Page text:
The hens that lay our eggs today are smart, quirky and sociable creatures. Descended from jungle fowl, they still possess instincts strongly aligned with seeking shelter in vegetation and roosting up high at night to keep away from predators.
Like other birds and mammals, hens are sentient which means they can feel positive and negative emotions like fear, distress and enjoyment.
The science is clear about what hens need to have a better life - and if we all have a better understanding of what these things are, it affects not only the decisions we make at the supermarket but also the way egg farming in Australia can look in the future.
Freedom to express natural behaviours
When it comes to the welfare of farmed animals, one of the most crucial things is ensuring they can express positive natural behaviours.
That looks different depending on the species, of course, but for layer hens includes behaviours like nesting, perching, foraging, stretching, wing flapping, exploring and resting. Animals and birds can suffer immense and chronic stress and frustration if these strong instincts aren't met.
In particular, nesting (laying eggs in a quiet secluded place, what we call a nest), perching (sitting or resting on a perch) and foraging (including scratching and pecking) are all very important for a hen's welfare, and so any farming system needs to allow for hens to express these behaviours.
The expression of these behaviours leads to better health and welfare, and not fulfilling these strong instincts can lead to frustration, distress and other physical welfare problems. That's why it's crucial that, in farmed systems, hens have sufficient space and opportunity to carry out these behaviours.
It's time to say bye bye to battery cages
While the science and community expectations are quite clear about what hens need to have good welfare, sadly, these needs aren't being met for around half of all layer hens in Australia.
That's because these hens - over 10 million overall - are still confined to small, barren wire battery cages. These birds stand on a wire floor all day and night, with each hen having less space than a piece of A4 paper.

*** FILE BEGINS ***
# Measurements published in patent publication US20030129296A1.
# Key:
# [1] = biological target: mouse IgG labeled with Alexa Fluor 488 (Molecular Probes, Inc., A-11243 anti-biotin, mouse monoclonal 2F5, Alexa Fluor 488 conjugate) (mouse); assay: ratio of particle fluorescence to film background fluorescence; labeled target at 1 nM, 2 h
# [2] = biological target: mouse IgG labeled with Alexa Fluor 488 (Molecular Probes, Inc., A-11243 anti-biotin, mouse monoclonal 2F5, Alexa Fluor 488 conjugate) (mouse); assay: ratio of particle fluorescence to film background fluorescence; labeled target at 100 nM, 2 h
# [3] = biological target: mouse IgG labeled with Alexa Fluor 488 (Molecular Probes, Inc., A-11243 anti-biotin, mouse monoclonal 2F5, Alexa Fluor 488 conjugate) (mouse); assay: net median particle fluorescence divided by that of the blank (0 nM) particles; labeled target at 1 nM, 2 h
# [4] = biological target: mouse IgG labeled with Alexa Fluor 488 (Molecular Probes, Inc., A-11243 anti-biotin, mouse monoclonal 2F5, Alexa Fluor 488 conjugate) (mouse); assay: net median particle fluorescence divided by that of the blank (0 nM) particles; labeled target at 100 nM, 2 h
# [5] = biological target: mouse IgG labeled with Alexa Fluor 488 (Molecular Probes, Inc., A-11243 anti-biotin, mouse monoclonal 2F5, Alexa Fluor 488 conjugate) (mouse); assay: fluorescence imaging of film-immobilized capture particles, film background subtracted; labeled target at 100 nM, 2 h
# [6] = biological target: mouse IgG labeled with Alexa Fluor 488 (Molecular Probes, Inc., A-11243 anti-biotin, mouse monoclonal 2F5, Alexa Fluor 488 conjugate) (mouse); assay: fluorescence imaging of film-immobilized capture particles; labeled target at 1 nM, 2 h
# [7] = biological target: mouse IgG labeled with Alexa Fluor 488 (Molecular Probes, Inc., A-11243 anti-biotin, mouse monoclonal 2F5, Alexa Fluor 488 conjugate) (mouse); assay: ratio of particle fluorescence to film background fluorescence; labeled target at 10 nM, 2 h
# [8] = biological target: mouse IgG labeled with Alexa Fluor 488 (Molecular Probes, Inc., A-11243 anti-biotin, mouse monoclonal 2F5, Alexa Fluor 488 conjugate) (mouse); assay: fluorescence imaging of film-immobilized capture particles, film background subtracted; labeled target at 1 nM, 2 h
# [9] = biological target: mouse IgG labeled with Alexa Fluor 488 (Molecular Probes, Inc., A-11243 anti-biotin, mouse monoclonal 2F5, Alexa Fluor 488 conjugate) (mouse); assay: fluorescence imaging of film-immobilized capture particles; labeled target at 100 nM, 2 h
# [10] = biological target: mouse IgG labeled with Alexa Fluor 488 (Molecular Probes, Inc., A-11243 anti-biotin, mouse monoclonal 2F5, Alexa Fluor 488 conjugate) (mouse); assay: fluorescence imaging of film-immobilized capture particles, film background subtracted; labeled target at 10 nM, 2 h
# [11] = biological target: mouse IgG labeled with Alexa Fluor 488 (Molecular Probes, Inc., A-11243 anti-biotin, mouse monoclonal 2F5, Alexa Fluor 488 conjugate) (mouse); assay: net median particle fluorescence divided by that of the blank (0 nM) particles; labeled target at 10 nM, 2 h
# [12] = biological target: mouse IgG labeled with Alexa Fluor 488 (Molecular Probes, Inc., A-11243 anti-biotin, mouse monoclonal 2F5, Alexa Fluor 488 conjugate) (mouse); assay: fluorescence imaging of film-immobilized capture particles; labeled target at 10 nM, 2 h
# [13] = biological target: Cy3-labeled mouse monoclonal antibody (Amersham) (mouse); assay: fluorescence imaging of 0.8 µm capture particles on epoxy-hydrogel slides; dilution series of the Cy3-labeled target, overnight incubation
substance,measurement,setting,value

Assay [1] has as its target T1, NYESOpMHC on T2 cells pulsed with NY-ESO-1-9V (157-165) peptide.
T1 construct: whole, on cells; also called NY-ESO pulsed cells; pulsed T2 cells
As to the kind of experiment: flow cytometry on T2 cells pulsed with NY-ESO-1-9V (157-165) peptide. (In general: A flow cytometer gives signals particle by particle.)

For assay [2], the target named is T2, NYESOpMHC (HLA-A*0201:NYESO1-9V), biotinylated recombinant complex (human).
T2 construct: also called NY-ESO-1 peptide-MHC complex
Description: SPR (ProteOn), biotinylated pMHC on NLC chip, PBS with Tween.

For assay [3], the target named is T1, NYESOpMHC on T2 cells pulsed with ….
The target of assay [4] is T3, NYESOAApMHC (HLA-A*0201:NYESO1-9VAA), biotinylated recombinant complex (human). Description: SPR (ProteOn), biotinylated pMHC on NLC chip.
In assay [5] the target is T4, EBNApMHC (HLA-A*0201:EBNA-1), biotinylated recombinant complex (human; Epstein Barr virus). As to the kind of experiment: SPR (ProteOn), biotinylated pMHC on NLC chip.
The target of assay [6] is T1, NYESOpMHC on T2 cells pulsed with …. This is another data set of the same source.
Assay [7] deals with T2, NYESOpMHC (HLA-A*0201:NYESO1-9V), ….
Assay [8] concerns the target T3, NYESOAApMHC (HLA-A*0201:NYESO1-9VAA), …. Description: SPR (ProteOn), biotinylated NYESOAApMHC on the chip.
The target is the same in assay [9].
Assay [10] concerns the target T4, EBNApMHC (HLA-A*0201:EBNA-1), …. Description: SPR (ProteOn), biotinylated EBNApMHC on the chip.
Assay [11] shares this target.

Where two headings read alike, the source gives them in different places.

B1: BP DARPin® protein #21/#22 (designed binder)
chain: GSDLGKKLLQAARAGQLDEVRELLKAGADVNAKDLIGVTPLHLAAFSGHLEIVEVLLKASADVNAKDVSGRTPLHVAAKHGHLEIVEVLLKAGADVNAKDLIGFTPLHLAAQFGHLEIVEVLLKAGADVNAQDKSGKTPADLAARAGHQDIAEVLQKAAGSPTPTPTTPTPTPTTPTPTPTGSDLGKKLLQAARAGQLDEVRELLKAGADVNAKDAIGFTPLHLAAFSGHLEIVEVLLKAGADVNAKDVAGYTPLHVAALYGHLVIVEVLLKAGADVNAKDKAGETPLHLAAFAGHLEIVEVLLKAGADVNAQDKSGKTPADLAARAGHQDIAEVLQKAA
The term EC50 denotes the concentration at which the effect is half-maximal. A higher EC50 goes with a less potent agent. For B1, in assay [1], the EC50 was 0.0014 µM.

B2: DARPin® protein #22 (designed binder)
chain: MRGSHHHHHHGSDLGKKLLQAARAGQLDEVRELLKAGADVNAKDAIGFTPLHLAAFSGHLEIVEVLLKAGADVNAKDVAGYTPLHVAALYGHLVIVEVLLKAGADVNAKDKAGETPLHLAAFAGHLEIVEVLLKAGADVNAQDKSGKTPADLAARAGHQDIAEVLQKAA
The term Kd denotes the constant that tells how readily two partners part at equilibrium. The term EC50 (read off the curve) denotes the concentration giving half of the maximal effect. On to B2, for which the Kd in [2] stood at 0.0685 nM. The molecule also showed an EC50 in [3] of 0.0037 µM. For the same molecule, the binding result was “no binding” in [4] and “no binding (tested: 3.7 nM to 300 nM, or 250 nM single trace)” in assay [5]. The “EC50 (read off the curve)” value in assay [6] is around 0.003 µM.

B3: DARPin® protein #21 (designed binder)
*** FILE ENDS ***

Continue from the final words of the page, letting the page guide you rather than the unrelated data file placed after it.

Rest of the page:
There are many thousands of these cages stacked in sheds - sheds that may contain up to 100,000 birds.
There's no doubt that hens suffer in barren battery cages - which is why the majority of OECD countries have already taken steps to phase them out.
There are plenty of higher-welfare alternatives to barren battery cages, including cage-free or barn-laid systems, where birds freely move around and lay their eggs in a nest.
How can I help hens have a better life?
There's lots individuals can do to help Australian layer hens have a better life.
The RSPCA always encourages consumers to buy cage-free eggs at the supermarket - by buying cage free, you'll know that your eggs come from hens who aren't confined to barren battery cages.
You can also see a list of companies in Australia already using cage-free eggs on our Cage Free & Proud database, and find cafes and restaurants near you serving higher welfare food on our Choose Wisely directory.
However this year, there's something else you can do to help even more hens in Australia have a better life. Nationally-consistent standards and guidelines for poultry are currently under review, and we have the chance to phase out barren battery cages for good.
This is important because even though more and more Australians are choosing cage-free eggs at the supermarket or in cafes, many cage eggs are still used as ingredients in food production.
So the only way to ensure no hen in Australia has to live in a barren battery cage is for state and territory governments to agree to a legislated phase-out.
Fortunately, we have the chance to secure a phase-out this year - but everyone can play their part by sending a message to state and territory governments. Visit byebyebatterycages.org.au to find out how you can help.
For more on layer hen welfare and giving hens a better life, visit our Knowledgebase.